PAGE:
Hrabal, Bohumil (Contemporary Literary Criticism)
Hrabal, Bohumil 1914–
A Czech novelist, short story writer, and screenwriter, Hrabal uses elements of surrealism to present ordinary people surviving extraordinary events. His humor is frequently undercut by the undercurrent of impending tragedy. Hrabal collaborated with director Jiří Menzel on the screenplay for Closely Watched Trains, which was adapted from his novel Ostře sledované vlaky.
[The film Closely Watched Trains] is a comic view of Czech resistance to the Nazis in which a bumbling youth tragicomically comes of age in sex and war. A dispatcher trainee at a puny railroad station, he has troubles with his work that stem from greater troubles with lovemaking, which terrifies him. The figures that surround him, notably the ambitious but inept stationmaster and a fly-specked Don Juan of a train dispatcher, are, like himself, drawn with a humor so sweeping that it would hurtle into satire or caricature were it not for the intense joviality and humaneness that inform it. Tenderness mitigates the farcical, a certain seriousness gives an edge to the laughter…. (p. 279)
I wish I had more space to expatiate about this superb film (I have not even mentioned as yet the fine screenplay by Bohumil Hrabal)…. The best thing about Closely Watched Trains is that it impresses one as unique, indebted ultimately only to its individual genius. (p. 280)
John Simon, in his Movies Into Film: Film Criticism 1967–1970 (copyright © 1971 by John Simon; used by permission of The Dial Press), Dial, 1971.
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[In The Death of Mr. Baltisberger] short stories combine exuberant, exaggerative humor with an incongruous attention to realistic detail. The mixture is effective for the author's purpose, which is to draw attention to the ways in which ordinary people survive exasperating circumstances. Since Mr. Hrabal is a lively, intelligent, interesting writer, he remains largely unpublished in his native Czechoslovakia. (p. 122)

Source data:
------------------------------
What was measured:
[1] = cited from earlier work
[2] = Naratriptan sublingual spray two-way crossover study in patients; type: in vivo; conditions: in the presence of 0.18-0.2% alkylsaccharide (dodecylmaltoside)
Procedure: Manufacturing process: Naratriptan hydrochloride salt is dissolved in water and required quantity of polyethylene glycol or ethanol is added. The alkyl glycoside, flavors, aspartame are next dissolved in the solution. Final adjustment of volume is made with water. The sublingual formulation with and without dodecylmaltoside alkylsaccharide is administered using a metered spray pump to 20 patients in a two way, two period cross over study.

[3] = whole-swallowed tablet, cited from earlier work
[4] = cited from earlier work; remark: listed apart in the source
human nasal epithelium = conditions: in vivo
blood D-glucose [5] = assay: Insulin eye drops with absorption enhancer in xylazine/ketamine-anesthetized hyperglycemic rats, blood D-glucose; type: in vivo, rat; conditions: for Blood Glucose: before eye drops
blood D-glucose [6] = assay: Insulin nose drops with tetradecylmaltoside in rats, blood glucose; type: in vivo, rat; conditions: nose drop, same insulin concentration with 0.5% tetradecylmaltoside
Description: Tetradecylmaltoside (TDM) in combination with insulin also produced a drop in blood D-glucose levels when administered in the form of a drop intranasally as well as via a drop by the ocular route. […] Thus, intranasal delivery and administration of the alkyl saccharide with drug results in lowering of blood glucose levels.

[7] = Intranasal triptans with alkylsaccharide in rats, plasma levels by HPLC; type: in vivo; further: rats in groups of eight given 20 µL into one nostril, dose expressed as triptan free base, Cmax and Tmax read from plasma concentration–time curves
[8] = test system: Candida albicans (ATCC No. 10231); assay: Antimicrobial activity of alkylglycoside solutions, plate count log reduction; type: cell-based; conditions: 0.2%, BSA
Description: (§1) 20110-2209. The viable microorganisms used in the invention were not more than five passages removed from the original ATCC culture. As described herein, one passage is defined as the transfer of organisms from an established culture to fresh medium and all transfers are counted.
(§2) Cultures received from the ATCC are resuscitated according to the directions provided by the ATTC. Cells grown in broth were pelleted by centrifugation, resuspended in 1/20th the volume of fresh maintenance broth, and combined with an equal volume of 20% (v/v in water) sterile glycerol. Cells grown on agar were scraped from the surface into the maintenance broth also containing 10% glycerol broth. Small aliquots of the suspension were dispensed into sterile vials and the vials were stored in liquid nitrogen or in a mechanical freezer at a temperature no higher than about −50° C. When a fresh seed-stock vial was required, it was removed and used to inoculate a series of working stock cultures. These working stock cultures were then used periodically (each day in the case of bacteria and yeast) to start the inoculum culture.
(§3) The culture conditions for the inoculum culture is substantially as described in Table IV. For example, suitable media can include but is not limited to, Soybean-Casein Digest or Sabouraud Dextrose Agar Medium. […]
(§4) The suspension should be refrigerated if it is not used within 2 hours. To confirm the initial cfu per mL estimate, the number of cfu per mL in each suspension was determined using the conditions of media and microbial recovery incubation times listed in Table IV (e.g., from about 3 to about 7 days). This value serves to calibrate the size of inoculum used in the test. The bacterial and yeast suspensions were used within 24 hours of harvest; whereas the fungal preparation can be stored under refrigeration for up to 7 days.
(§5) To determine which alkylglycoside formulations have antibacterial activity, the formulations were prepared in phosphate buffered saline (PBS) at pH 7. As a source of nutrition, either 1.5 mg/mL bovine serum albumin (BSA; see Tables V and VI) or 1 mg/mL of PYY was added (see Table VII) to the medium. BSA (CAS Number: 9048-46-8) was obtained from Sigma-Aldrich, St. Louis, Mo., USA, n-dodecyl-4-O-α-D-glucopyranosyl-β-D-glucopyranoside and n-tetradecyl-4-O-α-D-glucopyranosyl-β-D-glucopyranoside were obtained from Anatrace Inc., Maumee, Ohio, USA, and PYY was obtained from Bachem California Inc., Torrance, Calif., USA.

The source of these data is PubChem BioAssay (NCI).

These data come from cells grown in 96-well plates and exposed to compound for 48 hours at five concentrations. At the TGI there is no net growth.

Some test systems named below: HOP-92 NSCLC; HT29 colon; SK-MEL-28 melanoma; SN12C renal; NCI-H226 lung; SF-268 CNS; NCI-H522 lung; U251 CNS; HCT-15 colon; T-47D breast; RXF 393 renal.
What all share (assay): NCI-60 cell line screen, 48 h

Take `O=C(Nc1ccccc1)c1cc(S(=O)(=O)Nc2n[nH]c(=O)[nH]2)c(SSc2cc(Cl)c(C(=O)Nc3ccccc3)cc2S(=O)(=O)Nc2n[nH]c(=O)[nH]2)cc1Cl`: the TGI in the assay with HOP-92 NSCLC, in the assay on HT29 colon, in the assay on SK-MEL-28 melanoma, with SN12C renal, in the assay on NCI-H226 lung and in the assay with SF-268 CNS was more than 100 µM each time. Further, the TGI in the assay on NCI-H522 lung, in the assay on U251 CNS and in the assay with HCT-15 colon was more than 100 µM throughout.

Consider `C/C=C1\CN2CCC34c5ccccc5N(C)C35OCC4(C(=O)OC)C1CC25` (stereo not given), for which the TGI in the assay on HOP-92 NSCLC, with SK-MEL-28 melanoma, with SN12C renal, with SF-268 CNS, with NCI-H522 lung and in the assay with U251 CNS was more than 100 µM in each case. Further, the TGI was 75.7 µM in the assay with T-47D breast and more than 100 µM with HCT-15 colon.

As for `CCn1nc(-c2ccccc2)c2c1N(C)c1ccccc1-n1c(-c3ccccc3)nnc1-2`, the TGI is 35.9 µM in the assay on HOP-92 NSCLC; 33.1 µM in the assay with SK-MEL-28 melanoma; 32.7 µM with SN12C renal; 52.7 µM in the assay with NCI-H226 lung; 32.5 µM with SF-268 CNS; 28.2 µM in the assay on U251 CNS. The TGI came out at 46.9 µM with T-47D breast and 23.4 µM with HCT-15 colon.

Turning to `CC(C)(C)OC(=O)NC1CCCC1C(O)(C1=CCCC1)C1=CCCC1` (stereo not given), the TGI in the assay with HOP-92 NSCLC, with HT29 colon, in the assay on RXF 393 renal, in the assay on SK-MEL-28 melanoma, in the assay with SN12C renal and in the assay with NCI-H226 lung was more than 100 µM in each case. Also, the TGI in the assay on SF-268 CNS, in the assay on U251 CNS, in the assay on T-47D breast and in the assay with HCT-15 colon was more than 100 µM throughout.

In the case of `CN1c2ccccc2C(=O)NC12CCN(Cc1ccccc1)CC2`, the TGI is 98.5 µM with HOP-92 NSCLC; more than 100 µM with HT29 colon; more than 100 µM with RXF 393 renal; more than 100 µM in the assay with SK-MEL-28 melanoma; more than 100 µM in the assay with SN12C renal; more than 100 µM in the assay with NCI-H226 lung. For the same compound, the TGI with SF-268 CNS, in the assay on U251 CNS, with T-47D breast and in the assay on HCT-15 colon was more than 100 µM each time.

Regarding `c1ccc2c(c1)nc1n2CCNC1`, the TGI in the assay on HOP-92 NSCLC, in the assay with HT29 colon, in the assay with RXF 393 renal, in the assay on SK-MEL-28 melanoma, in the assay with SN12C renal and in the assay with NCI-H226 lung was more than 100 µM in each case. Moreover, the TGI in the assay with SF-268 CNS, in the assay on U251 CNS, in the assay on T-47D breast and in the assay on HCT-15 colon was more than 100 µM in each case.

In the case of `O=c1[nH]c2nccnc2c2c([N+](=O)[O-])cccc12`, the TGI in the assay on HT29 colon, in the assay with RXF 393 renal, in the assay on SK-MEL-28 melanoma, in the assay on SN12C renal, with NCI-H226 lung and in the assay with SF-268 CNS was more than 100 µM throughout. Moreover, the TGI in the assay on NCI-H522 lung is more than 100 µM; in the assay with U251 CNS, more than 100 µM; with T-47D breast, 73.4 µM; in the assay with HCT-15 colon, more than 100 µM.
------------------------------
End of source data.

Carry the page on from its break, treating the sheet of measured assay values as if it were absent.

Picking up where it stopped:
Phoebe-Lou Adams, in The Atlantic Monthly (copyright © 1975 by The Atlantic Monthly Company, Boston, Mass.; reprinted with permission), February, 1975.
["The Death of Mr. Baltisberger" contains fourteen] harmless bagatelles from the Czech author of the novella for the film "Closely Watched Trains," all devoid of any compellingness, direction or humanity. Hrabal seems to share the Czech proclivity for simplistic political satire feebly expressed through surrealistically metaphorical plots—heavy-handed allegories on the insanity and incompetence of bureaucracy which get their entire motivation from the dialectic incongruity of pompousness and mediocrity. These are stories without compassion, without conviction, and unfortunately, because of the perpetual fog of fey symbolism, without meaning. (p. cxliv)
Virginia Quarterly Review (copyright, 1975, by the Virginia Quarterly Review, The University of...
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Bohumil Hrabal … [has] a splendid ear for the trivia, the ephemera that make up so much of our discourse. The conversation at a bar, at a family picnic, even on a lover's walk reveals a design essentially patternless and, when juxtaposed to events of some weight or significance, results in a series of weird, grotesque tales. It is precisely the contrasts in ["The Death of Mr. Baltisberger," a] collection of stories, that hold the elements together….
The key to Hrabal is that though the details are always realistic, the uses he puts them to are not.
The range, in these stories at least, is not wide, and a certain monotony begins to set in. But Hrabal shows an offbeat, original mind, a fey imagination and a sure hand in constructing his tales. I would be curious to see what the rest of his output is like. (p. 46)
Thomas Lask, in The New York Times Book Review (© 1975 by The New York Times Company; reprinted by permission), October 5, 1975.
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Hrabal has his own particular way of looking at or reading the world, of exposing aspects of character or reality one hadn't thought of. It is a quasi-surrealist method, in which everything depends on an extraordinary angle of perception. It has its dangers: it consumes an inordinate amount of personal experience; its disjointed nature makes the development of a synthetic outlook or philosophy difficult (but it helps to avoid ideology); it generates an intoxication with words and images; and the inflexible originality it imposes, similar to that of a Sunday painter, may become too familiar for the reader and a self-perpetuating mould for the author.
A conventional strait-jacket does not suit Hrabal, however. Even A Close Watch on the Trains, his most conventional book, is really a series of picturesque episodes arranged in the shape of a novel….
In Postriziny, too, he seems to have set himself a task not quite germane to his talent. The book, to which he refers only as "a text", is written in memory and celebration of his late mother, father and uncle: its eleven chapters describe the things they got up to while living in a brewery where his father was manager. The anecdotes dating from the 1920s and obviously handed down by family tradition rather than remembered were not quite zany enough by Hrabal's standards and needed embellishment. At the same time, respect for...
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